Universal Credit

UC Universal Credit Logo.

What is Universal Credit?

Universal Credit is a benefit for people of working age (between 18 years old and State Pension age, usually) who are on a low income or need help with living costs. Universal Credit is typically given in a single monthly payment.

It is also possible to receive payments twice a month through an Alternative Payment Arrangement, or if you live in Scotland you’ll be contacted about whether you want to be paid monthly or twice monthly.

Who is eligible for Universal Credit?

Different factors are taken into account to determine if you’re eligible for Universal Credit or not.

You must:

  • live in the UK
  • be aged 18 or over (although you can sometimes claim Universal Credit aged 16–17)
  • be under State Pension age (or have a partner who is under State Pension age)
  • have £16,000 or less in money, savings and investment

You can find more details on who can get Universal Credit on the GOV.UK website.

How is Universal Credit worked out?

Universal Credit is made up of a standard allowance, plus you may get more money on top of your standard allowance if you’re eligible. You may be eligible for additional income if you have an illness or disability, have children, provide care for someone who is severely disabled, or towards additional housing costs. 

If you’re eligible, you may receive Universal Credit when working (until your earnings are at a level which would cause your payments to stop). Universal Credit exists to support those on a low income or who need help with living costs, whether you’re working, unable to work, or even studying.

You can find more details on who can get Universal Credit on the GOV.UK website.

How much money will I get on Universal Credit?

The total amount of Universal Credit you can get will depend on your individual circumstances, but the standard rates are currently (2023/24):

  • Single person under 25: £292.11
  • Single person 25 and over: £368.74
  • If you live with your partner and are both under 25: £458.51 (for you both)
  • If you live with your partner and either of you are 25 and over: £578.82 (for you both)

The extra amounts you may be entitled to are explained in full on the GOV.UK website.

How do I claim Universal Credit?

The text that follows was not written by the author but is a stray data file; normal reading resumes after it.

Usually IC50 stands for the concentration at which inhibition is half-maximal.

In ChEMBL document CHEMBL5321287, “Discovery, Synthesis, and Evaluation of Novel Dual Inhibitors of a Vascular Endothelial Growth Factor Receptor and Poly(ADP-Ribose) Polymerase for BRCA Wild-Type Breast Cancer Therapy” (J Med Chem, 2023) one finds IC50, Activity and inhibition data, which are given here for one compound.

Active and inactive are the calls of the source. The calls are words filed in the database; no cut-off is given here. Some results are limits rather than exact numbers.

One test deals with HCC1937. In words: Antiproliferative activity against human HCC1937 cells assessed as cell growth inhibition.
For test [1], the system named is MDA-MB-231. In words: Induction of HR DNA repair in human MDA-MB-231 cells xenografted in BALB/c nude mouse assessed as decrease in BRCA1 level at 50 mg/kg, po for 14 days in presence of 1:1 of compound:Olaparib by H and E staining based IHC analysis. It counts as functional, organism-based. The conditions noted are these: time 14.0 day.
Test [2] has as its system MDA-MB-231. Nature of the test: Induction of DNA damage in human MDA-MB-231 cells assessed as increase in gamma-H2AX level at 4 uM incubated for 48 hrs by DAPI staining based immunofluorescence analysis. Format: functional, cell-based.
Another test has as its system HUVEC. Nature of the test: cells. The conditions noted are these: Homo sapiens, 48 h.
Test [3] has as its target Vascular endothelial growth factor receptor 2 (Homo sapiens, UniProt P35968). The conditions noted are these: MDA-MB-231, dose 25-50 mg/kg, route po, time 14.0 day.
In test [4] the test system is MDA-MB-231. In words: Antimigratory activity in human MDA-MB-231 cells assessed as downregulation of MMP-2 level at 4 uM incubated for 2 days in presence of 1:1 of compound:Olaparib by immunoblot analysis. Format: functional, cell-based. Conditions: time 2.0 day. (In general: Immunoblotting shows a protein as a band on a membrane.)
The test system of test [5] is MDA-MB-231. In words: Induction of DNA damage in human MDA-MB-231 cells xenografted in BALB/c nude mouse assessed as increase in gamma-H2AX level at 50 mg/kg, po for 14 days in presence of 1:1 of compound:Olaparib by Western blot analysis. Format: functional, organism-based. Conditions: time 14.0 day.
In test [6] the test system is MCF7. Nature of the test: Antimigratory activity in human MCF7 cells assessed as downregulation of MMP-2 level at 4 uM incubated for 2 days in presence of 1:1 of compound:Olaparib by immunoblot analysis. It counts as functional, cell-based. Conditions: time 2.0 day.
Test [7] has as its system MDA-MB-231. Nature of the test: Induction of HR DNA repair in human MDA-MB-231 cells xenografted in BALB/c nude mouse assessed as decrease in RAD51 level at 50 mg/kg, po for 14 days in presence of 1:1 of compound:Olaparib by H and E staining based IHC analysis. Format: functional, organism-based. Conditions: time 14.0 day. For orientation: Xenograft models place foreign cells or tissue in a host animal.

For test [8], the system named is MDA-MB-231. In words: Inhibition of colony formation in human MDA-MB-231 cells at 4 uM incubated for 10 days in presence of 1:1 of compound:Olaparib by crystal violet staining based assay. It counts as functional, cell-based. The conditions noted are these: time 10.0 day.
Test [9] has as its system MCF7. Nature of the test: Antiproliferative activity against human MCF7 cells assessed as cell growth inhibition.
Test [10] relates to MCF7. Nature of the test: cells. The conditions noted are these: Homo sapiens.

You can apply for Universal Credit online. You’ll need to have a few things ready, such as:

  • your bank, building society or credit union account details
  • an email address
  • access to a phone
  • proof of identity (such as a driving licence, passport, debit or credit card, payslip or P60)
  • information about your housing costs, earnings, childcare costs, savings and investments, and any disability or health conditions that affect your ability to work.

It usually takes about 5 weeks from applying to getting your first payment (this includes a one-month assessment period and a week for the payment to get to your account). You might need an in-person or phone appointment with the Universal Credit team during this time if they need more information or you can’t verify your identity online. 

The GOV.UK website has more information on how to claim Universal Credit, as well as help available to support you through your application. It also explains how to apply for an advance if you need money while you’re waiting for your first payment.

Universal Credit United Kingdom: log in

If you have already applied for (or already claim) Universal Credit, you can log in to your account using the link below.

Will I get the Cost of Living Payment if I claim Universal Credit?

If you claim Universal Credit, you may be entitled to the Cost of Living Payment. If you are, the payments will be paid to you automatically.

In 2023–2024, a Cost of Living Payment of up £900 is available for people on eligible low income benefits. This will be paid in three instalments over 2023 — 2024. 

There is also £300 available for pensioner households (in addition to Winter Fuel Payments) and £150 for people on an eligible disability benefit.